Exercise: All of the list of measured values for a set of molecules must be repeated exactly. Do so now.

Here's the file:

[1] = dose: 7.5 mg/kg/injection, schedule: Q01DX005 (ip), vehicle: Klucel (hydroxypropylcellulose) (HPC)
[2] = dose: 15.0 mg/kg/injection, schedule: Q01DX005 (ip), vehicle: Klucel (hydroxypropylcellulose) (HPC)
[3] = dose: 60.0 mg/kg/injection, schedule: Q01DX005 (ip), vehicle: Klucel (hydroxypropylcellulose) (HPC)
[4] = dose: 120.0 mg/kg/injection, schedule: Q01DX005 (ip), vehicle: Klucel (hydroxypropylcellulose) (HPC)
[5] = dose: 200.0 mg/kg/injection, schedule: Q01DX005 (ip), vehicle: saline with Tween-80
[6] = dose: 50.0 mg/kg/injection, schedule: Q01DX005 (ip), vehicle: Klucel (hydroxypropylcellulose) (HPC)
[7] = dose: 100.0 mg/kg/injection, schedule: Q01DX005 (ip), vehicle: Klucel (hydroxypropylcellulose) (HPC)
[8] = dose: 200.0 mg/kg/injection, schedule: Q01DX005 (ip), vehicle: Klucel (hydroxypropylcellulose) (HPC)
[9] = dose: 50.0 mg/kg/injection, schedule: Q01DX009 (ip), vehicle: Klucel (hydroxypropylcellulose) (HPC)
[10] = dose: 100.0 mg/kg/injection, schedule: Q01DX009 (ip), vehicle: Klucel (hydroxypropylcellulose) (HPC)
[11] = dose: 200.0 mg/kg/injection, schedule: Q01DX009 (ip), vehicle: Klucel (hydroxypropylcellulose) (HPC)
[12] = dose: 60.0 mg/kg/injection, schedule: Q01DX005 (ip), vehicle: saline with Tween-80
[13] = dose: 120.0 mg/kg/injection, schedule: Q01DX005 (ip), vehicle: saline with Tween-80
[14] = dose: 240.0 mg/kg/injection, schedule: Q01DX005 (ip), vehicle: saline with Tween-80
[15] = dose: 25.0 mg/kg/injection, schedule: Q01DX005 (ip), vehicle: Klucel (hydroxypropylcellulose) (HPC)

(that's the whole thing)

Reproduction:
[1] = dose: 7.5 mg/kg/injection, schedule: Q01DX005 (ip), vehicle: Klucel (hydroxypropylcellulose) (HPC)
[2] = dose: 15.0 mg/kg/injection, schedule: Q01DX005 (ip), vehicle: Klucel (hydroxypropylcellulose) (HPC)
[3] = dose: 60.0 mg/kg/injection, schedule: Q01DX005 (ip), vehicle: Klucel (hydroxypropylcellulose) (HPC)
[4] = dose: 120.0 mg/kg/injection, schedule: Q01DX005 (ip), vehicle: Klucel (hydroxypropylcellulose) (HPC)
[5] = dose: 200.0 mg/kg/injection, schedule: Q01DX005 (ip), vehicle: saline with Tween-80
[6] = dose: 50.0 mg/kg/injection, schedule: Q01DX005 (ip), vehicle: Klucel (hydroxypropylcellulose) (HPC)
[7] = dose: 100.0 mg/kg/injection, schedule: Q01DX005 (ip), vehicle: Klucel (hydroxypropylcellulose) (HPC)
[8] = dose: 200.0 mg/kg/injection, schedule: Q01DX005 (ip), vehicle: Klucel (hydroxypropylcellulose) (HPC)
[9] = dose: 50.0 mg/kg/injection, schedule: Q01DX009 (ip), vehicle: Klucel (hydroxypropylcellulose) (HPC)
[10] = dose: 100.0 mg/kg/injection, schedule: Q01DX009 (ip), vehicle: Klucel (hydroxypropylcellulose) (HPC)
[11] = dose: 200.0 mg/kg/injection, schedule: Q01DX009 (ip), vehicle: Klucel (hydroxypropylcellulose) (HPC)
[12] = dose: 60.0 mg/kg/injection, schedule: Q01DX005 (ip), vehicle: saline with Tween-80
[13] = dose: 120.0 mg/kg/injection, schedule: Q01DX005 (ip), vehicle: saline with Tween-80
[14] = dose: 240.0 mg/kg/injection, schedule: Q01DX005 (ip), vehicle: saline with Tween-80
[15] = dose: 25.0 mg/kg/injection, schedule: Q01DX005 (ip), vehicle: Klucel (hydroxypropylcellulose) (HPC)